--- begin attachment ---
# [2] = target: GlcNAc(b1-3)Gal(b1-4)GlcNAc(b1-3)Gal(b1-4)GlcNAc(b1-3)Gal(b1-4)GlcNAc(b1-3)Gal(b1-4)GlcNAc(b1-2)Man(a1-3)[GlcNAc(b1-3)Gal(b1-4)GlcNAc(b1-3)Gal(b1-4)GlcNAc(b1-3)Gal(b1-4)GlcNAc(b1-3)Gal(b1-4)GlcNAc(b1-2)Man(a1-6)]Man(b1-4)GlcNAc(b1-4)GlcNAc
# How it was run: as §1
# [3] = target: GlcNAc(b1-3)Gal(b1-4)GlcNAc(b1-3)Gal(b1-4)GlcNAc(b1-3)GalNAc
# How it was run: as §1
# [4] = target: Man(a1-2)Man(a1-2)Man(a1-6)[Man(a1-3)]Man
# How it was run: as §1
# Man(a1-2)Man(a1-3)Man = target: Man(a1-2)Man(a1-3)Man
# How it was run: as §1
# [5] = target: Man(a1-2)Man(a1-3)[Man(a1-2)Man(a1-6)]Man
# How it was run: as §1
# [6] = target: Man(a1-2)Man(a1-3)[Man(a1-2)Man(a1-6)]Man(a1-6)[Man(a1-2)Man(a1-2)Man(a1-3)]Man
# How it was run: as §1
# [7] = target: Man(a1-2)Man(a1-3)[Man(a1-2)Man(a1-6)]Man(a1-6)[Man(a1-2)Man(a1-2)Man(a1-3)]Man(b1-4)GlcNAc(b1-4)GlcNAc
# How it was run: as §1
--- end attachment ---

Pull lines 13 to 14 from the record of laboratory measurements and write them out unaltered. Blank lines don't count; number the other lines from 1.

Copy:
# [7] = target: Man(a1-2)Man(a1-3)[Man(a1-2)Man(a1-6)]Man(a1-6)[Man(a1-2)Man(a1-2)Man(a1-3)]Man(b1-4)GlcNAc(b1-4)GlcNAc
# How it was run: as §1